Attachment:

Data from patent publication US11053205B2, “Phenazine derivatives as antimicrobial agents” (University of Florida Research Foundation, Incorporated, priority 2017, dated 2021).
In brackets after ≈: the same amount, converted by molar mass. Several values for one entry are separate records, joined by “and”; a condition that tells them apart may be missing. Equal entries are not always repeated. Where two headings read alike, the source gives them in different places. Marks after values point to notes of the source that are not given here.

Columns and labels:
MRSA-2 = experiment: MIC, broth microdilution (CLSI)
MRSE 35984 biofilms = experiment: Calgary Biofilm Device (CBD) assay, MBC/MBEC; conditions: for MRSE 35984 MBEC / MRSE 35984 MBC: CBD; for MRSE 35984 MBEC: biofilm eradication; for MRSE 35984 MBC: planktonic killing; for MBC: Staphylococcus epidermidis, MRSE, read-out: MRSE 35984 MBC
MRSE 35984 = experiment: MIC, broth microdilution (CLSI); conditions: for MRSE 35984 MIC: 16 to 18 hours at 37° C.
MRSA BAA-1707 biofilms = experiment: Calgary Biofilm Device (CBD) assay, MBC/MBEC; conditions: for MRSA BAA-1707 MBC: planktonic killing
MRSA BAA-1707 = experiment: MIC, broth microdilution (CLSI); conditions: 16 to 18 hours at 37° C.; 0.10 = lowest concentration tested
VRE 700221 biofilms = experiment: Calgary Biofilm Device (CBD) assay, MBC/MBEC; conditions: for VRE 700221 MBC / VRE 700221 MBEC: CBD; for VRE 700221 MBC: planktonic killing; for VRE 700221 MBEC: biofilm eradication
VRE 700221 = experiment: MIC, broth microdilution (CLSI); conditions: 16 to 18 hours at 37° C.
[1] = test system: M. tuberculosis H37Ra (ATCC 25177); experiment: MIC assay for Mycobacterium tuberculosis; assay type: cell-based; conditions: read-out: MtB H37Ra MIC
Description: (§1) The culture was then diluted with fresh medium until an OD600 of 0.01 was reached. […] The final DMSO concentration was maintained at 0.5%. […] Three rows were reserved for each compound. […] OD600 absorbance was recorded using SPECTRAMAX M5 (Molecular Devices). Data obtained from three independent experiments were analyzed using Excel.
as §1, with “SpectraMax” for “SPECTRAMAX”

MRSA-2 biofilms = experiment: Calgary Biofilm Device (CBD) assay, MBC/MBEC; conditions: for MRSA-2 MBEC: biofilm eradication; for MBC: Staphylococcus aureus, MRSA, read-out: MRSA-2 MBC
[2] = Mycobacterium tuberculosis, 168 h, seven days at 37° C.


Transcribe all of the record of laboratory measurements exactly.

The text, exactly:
Data from patent publication US11053205B2, “Phenazine derivatives as antimicrobial agents” (University of Florida Research Foundation, Incorporated, priority 2017, dated 2021).
In brackets after ≈: the same amount, converted by molar mass. Several values for one entry are separate records, joined by “and”; a condition that tells them apart may be missing. Equal entries are not always repeated. Where two headings read alike, the source gives them in different places. Marks after values point to notes of the source that are not given here.

Columns and labels:
MRSA-2 = experiment: MIC, broth microdilution (CLSI)
MRSE 35984 biofilms = experiment: Calgary Biofilm Device (CBD) assay, MBC/MBEC; conditions: for MRSE 35984 MBEC / MRSE 35984 MBC: CBD; for MRSE 35984 MBEC: biofilm eradication; for MRSE 35984 MBC: planktonic killing; for MBC: Staphylococcus epidermidis, MRSE, read-out: MRSE 35984 MBC
MRSE 35984 = experiment: MIC, broth microdilution (CLSI); conditions: for MRSE 35984 MIC: 16 to 18 hours at 37° C.
MRSA BAA-1707 biofilms = experiment: Calgary Biofilm Device (CBD) assay, MBC/MBEC; conditions: for MRSA BAA-1707 MBC: planktonic killing
MRSA BAA-1707 = experiment: MIC, broth microdilution (CLSI); conditions: 16 to 18 hours at 37° C.; 0.10 = lowest concentration tested
VRE 700221 biofilms = experiment: Calgary Biofilm Device (CBD) assay, MBC/MBEC; conditions: for VRE 700221 MBC / VRE 700221 MBEC: CBD; for VRE 700221 MBC: planktonic killing; for VRE 700221 MBEC: biofilm eradication
VRE 700221 = experiment: MIC, broth microdilution (CLSI); conditions: 16 to 18 hours at 37° C.
[1] = test system: M. tuberculosis H37Ra (ATCC 25177); experiment: MIC assay for Mycobacterium tuberculosis; assay type: cell-based; conditions: read-out: MtB H37Ra MIC
Description: (§1) The culture was then diluted with fresh medium until an OD600 of 0.01 was reached. […] The final DMSO concentration was maintained at 0.5%. […] Three rows were reserved for each compound. […] OD600 absorbance was recorded using SPECTRAMAX M5 (Molecular Devices). Data obtained from three independent experiments were analyzed using Excel.
as §1, with “SpectraMax” for “SPECTRAMAX”

MRSA-2 biofilms = experiment: Calgary Biofilm Device (CBD) assay, MBC/MBEC; conditions: for MRSA-2 MBEC: biofilm eradication; for MBC: Staphylococcus aureus, MRSA, read-out: MRSA-2 MBC
[2] = Mycobacterium tuberculosis, 168 h, seven days at 37° C.